06/28/2013 03:51 EDT | Updated 06/28/2013 03:53 EDT

Kate Middleton Breastfeeding: Should Duchess Of Cambridge Do It In Public?

SOUTHAMPTON, UNITED KINGDOM - JUNE 13: Catherine, Duchess of Cambridge attends the naming ceremony for the ship 'Royal Princess' on June 13, 2013 in Southampton, England. (Photo by Anwar Hussein/WireImage)

It seems like all the attention surrounding Kate Middleton's baby bump has now shifted to her soon-to-be nursing habits.

Earlier this week, U.K. TV presenter Beverley Turner wrote a piece for the Telegraph on the declining numbers of women breastfeeding in the country and how women who refused to breastfeed were "fighting the wrong war."

Turner also encouraged women of high power, like the Duchess of Cambridge, to breastfeed their babies. "As if there wasn’t enough pressure on her already, what we really need is The Duchess of Cambridge to get her Royal orbs out to feed our future monarch. And to be applauded – not seethed at – for doing so," she wrote.

But should Kate, who is supposedly due next week, be pressured into breastfeeding? We know breastfeeding definitely has its benefits: it protects infants against disease and illnesses, gives them brain power, and recently, one study even found kids who are breastfed are more likely to climb to a higher social class than their parents.

For Prince William and the Duchess, some observers say the couple is likely to stick to the healthiest ways of feeding.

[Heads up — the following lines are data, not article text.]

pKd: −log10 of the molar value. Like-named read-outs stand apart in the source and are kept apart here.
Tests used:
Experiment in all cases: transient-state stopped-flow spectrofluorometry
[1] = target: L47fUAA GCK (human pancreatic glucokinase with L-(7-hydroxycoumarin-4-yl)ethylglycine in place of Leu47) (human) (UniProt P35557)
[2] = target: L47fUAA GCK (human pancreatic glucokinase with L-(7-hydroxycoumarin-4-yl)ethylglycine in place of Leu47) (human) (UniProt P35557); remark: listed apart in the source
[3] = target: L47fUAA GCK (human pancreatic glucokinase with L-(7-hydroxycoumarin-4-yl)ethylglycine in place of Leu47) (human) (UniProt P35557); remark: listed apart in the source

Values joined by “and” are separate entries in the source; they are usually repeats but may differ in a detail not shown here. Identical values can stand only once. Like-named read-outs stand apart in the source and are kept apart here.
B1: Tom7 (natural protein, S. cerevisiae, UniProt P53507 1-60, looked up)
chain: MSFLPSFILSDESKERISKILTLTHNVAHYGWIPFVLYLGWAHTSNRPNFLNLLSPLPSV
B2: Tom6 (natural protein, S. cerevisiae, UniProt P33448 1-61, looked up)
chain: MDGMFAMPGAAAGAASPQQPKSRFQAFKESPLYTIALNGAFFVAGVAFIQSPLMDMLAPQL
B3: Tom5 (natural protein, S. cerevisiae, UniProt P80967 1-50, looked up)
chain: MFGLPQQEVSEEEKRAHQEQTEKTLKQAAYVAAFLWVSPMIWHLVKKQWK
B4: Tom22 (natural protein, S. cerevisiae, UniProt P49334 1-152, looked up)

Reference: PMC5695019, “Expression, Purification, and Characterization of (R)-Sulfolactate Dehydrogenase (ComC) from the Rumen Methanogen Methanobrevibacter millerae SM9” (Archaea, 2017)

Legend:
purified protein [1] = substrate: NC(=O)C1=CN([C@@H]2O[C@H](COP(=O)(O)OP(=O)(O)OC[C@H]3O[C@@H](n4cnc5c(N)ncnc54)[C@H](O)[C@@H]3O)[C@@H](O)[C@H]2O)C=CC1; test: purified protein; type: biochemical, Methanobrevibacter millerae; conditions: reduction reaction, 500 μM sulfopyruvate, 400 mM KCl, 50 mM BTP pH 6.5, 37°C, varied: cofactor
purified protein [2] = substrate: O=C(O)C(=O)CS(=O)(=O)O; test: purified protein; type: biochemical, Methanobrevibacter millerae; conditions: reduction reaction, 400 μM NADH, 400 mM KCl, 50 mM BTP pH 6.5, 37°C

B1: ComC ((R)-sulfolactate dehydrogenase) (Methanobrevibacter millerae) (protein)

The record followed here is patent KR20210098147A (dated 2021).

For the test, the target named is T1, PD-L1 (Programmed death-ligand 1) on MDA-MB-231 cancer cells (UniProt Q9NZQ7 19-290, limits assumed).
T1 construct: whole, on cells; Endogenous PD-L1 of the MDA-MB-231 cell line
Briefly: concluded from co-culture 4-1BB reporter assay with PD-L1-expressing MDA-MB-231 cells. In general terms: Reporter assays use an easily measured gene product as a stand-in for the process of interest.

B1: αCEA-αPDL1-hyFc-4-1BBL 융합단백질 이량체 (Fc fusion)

"The Duke and Duchess have already shown that they have formed views on doing certain things their way, so I would not be surprised to hear that they intend for the Heir apparent to be breastfed initially," says Rosemary Albone, an expert on royal nannies at caregiver services site "As the royal family continues to publicly modernize their views, this decision would be in keeping with that."

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But some don't agree with this pressure at all. Alice Gomstyn, writer for, says no one should be scrutinizing Kate's feeding choices.

"If she's not comfortable doing it in front of a camera-wielding public, perhaps there are alternatives? Have the royal photographer take some shots of her nursing in a private setting and let her choose which ones she wants to release?" says Gomstyn.

Meanwhile, writer Jeanne Sager says breastfeeding is a personal issue and "demanding a woman breastfeed in public is, in a word, unfair."

Whichever form of nursing Will and Kate end up choosing, nanny expert Albone says it will probably be different for this new Heir compared to royal babies of the past.

"On extended tours, the royal babies would be fed in line with their established routines. These routines would be encouraged early on in the baby's life in order to provide a consistent pattern which every endeavour would be made to stick to," she says. "I sense that Kate and William would opt for feeding on demand rather than a very rigid routine if their circumstances were different, but they do appreciate the very unique situation that their firstborn is about to enter into."

What do you think about all this pressure on Kate? Let us know in the comments below: